I recently watched an Indiana University student commencement address delivered by an articulate young man who suffers from stuttering. He made the point that he will not be defined by his stutter, nor will he allow seeds of doubt to kill his dreams. It was incredibly impressive to hear a stutterer giving a graduation speech. He was magnificent.
That’s what I want to be: magnificent.
I, too, have challenges to overcome. Years ago I suffered a medical brain injury. I also have a mental illness. As is the case with stutterers, my challenges come from two sources: the disabilities themselves, and people’s responses to the disabilities.
Let me begin by telling you about the “normal” part of myself. I have been married to my college sweetheart for 36 years. I love teenagers and I never met a baby I didn’t like. I knit Christmas stockings, although I’m baffled as to why airport security never stops me when I’m carrying 14” pointy metal needles onto a plane.
I make what is quite possibly the best hot fudge sauce on the planet. I get motion sickness despite the fact that my father promised it would go away after puberty. Needless to say, I’m terrified of rollercoasters.
In other words, I’m pretty normal.
At 34 years old I suffered a medical brain injury due to hemorrhaging and oxygen deprivation during what was supposed to be a routine childbirth. The right frontal lobe of my brain was affected, causing the loss of some abilities to organize, focus and follow sequences, while leaving intact my ability to think. I also lost chunks of long-term memory. Worst of all, I can no longer absorb information through reading. I have not read a book in 23 years.
In the years following the brain injury, I developed symptoms of bipolar disorder, a mood disorder characterized by severe chemical fluctuations in the brain. At best, it is managed with medication and therapy, enabling one to lead a relatively normal life. At its worst, bipolar disorder can completely debilitate an individual, rendering the person incapable of normal functioning. Medical care is essential and hospitalizations are common.
Do I like living with a brain injury and mental illness? No. In fact I hate it. It offends me that factors beyond my control wield such powerful influences in my life. I hate the side effects of the medications. If you speak to anyone with a panic disorder or lupus or dyslexia or fibromyalgia – invisible disorders – they will likely tell you the same thing. Do they like the affliction? Not a chance. Will they allow themselves to be defined by it? No, because we are greater than our weaknesses. Besides, we’re made in God’s image, and as the song goes, God don’t make no junk.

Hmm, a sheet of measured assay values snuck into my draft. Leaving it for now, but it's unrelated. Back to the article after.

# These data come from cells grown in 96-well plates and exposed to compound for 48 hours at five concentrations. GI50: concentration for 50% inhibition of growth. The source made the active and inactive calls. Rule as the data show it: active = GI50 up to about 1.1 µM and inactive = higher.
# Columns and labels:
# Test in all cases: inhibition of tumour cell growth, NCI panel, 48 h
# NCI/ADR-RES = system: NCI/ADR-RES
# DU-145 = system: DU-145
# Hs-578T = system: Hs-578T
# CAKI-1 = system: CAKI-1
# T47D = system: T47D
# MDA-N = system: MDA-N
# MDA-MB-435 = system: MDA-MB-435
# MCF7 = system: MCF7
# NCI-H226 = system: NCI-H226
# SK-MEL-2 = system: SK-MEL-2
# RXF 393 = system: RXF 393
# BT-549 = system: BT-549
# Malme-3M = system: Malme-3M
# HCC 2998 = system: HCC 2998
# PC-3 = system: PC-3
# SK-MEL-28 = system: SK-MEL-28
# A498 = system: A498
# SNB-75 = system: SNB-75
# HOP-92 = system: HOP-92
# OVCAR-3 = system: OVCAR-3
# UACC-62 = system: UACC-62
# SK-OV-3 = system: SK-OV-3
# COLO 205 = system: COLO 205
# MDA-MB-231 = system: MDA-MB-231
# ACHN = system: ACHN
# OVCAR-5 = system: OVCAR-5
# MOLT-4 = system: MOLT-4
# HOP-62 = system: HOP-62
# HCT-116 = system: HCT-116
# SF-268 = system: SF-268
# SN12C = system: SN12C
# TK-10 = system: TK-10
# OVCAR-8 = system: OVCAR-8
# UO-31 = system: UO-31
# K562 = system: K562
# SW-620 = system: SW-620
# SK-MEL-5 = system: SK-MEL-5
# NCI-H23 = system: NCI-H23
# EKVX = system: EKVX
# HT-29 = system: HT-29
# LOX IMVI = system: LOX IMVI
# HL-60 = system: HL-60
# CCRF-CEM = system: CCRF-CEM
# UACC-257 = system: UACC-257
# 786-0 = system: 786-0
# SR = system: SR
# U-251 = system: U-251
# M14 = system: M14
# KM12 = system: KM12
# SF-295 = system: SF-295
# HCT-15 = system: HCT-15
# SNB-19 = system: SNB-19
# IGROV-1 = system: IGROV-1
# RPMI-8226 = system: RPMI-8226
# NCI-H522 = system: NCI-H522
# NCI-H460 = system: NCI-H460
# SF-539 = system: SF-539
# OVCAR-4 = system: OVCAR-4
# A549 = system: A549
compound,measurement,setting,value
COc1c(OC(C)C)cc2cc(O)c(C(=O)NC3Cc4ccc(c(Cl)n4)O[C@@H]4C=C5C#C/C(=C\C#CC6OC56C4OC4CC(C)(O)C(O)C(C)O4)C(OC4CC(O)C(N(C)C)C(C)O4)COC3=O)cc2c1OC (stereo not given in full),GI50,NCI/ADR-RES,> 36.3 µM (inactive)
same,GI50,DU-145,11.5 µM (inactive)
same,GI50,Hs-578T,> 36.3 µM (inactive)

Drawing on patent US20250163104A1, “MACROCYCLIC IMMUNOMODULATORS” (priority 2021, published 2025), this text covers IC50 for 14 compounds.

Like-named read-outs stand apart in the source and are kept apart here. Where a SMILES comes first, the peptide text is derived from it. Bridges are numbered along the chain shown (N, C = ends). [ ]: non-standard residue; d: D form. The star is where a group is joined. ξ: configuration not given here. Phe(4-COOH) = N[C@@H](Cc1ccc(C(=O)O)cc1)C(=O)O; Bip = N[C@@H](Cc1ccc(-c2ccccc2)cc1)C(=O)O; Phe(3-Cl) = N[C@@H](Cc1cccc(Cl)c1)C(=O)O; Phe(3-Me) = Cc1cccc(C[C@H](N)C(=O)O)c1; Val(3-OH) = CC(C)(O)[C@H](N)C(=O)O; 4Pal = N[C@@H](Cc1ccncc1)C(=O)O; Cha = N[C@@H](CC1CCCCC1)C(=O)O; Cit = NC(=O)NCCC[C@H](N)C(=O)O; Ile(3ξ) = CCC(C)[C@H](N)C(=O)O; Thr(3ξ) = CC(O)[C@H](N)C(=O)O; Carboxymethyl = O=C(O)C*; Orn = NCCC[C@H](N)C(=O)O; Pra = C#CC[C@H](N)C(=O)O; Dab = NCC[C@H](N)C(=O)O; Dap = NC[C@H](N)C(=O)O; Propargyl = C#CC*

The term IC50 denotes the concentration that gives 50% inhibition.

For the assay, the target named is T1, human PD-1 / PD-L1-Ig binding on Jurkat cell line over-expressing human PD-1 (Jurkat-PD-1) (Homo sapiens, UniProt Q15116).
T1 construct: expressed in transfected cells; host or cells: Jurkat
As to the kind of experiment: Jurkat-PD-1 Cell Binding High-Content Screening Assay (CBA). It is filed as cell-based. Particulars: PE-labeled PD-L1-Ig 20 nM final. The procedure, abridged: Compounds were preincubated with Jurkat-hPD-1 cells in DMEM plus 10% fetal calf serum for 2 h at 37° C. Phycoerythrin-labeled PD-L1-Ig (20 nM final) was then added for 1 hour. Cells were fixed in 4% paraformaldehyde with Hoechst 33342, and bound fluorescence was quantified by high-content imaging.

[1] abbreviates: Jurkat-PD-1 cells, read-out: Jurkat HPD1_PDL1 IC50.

The uncomfortable truth is that our difficulties shape who we are. They have certainly shaped me. In a million years I would never have volunteered for mental illness or brain injury, but living with them has made me more compassionate and less inclined to judge. My life has been forever changed by people who reached out to me during those awful years when the bipolar disorder raged untamed. I thank God for friends who did not judge me, did not tell me to suck it up and soldier on, did not accuse me of looking for an easy way out because I began medication.
No one would make such an accusation to the woman taking insulin for diabetes, or the man taking meds to ease the symptoms of Parkinson’s disease. But like stuttering, invisible illnesses are often viewed as a moral weakness that can be overcome if we’d just work a little harder.
Fortunately, most readers do not battle mental illness or brain injury. Nevertheless, each of us lives with private pain that tears at our world. Do we allow the pain to define us, or do we choose to believe that we are greater than our weaknesses?
The promise of God’s consolation comes in a letter to the Corinthians: “My grace is sufficient for you, for my power is made perfect in weakness.” God’s light shines the brightest when the vessel for his grace is our weakness.
God’s grace is sufficient for us. Maybe this is what I mean by being magnificent: a shining light for Christ despite the hardships we endure.
Join me in being magnificent.
Regina Cram lives in Glastonbury and is a freelance writer. She is the author of Do Bad Guys Wear Socks? Living the Gospel in Everyday Life.